A prestressing anchorage method is designed and certified for a multitude of applications: utilization of 13 mm (.5″) and 15 mm (.6″) strands of all grades (1,770 or 1,860 MPa) including galvanised strands or greased sheathed strands. Prestressing units holding as much as 55 strands
YM Series goods are composed of tensioning anchor head, wedges, stressing anchorage plate and spiral reinforcement. Wedge: also known as grips or jaws, is produced by high-class alloy steel 20CrMnTi. The two main kinds, one is called working grips which can be with 2 chips; usually the one is known as tool grips which can be with 3 chips.
Anchor head, also referred to as anchor rings or anchor block, is the key part of bearing the prestressing tension. There are two kinds of anchor head: the first is round anchor head which is created by 45# high-quality carbon construction steel, as well as the other is flat anchorage that is created by 40Cr steel. And also the prestressing Anchor head should be dealt with wedges.
Bearing plate is the key component, which transfer the load from anchor visit concrete under anchor. The technique of transfer and distribution of stress change the anti-cracking and load capacity of concrete. Spiral reinforcement, also called hoop reinforcement, is used for distributing the concrete and strengthening tendons.
A standard misconception exists, which leads some to think that the development of openings in existing PT slabs is either extremely complex or impossible. Consideration from the correct procedures demonstrates this to not function as the case. Post-formed holes in PT slabs can vary in size ranging from the tiniest penetrations, which may be needed to incorporate suspended services, to larger openings to allow incorporating lifts or similar installations. In most post-tensioned slabs, the most common tendon layouts utilize a banded design which offers large, regular spaces between tendons that can easily accommodate smaller openings.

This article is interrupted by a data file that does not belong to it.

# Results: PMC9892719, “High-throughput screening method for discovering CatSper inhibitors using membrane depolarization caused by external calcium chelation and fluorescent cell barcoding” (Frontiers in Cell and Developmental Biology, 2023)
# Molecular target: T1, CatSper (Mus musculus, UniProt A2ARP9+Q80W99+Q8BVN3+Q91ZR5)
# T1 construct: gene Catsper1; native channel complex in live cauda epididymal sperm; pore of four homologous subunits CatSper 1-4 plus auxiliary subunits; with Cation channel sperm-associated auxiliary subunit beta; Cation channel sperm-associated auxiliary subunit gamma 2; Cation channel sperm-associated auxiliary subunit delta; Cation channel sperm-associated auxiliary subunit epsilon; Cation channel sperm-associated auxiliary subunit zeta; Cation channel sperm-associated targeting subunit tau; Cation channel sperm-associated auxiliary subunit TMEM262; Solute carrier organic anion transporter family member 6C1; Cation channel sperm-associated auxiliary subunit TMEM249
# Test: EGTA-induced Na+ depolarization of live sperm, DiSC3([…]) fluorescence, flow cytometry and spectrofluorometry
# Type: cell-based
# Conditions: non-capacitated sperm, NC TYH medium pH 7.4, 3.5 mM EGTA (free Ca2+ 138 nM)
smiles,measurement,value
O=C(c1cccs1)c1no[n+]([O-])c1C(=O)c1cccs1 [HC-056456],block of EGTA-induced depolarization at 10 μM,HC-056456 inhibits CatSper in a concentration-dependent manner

Such instances, alterations can often be more straightforward than in other kinds of construction, as the creation of holes within these areas may be accomplished without affecting structural performance. The anchorage grip, in its Guidance Note, identifies four varieties of post-formed penetration which are categorised according to the effect the operation will have on structural integrity. The first of those pertains to the littlest holes, no more than 20mm in diameter, involving no tendon cutting and that provides minimal risk to the structural integrity of the slab. The 2nd group is classed being a low risk to structural integrity and includes somewhat larger openings, up to 200mm in diameter in beams or close to columns, but larger in areas that are less stressed.
The voids continue to be located between tendons to avoid the need to cut these. Inside the third and fourth categories of penetrations, where it will become essential to sever the tendons, the impact on the integrity from the structure will probably be more significant and requires strengthening and temporary propping in the slab. As the quantity of cut traditional reinforcement is significantly less, so is the necessity for corrosion protection to exposed cut steel.
The most typical type of post-tensioning throughout the uk marketplace is bonded PT (Figure 4). Ducts carrying high-tensile steel strands are filled with grout following the tendons have already been stressed and locked off by means of split wedges in the anchors, thereby bonding the tendons towards the concrete. If larger openings are needed in slab steel anchor, they is often treated in the same way as traditional reinforced concrete slabs since the outcomes of cutting by way of a bonded tendon remain localised and the rwkhni redevelops its bond either side from the cut, typically within 1m.
In instances where it is actually necessary to cut multiple tendons, mechanical or epoxy anchorages can be placed on the ends from the severed tendons to supply even more security. CCL recently undertook an application that required the development of voids within bonded slabs, to be able to house a number of hoists plus an escalator within an existing building. After non-destructively seeking the tendons that spanned with the proposed void in the slab, by means of the ‘as built’ drawings from your operations and maintenance manual, the posttensioning duct was opened (Figure 5) and epoxy grout anchors were then installed around the exposed strand before cutting, thereby giving enhanced surety of anchoring.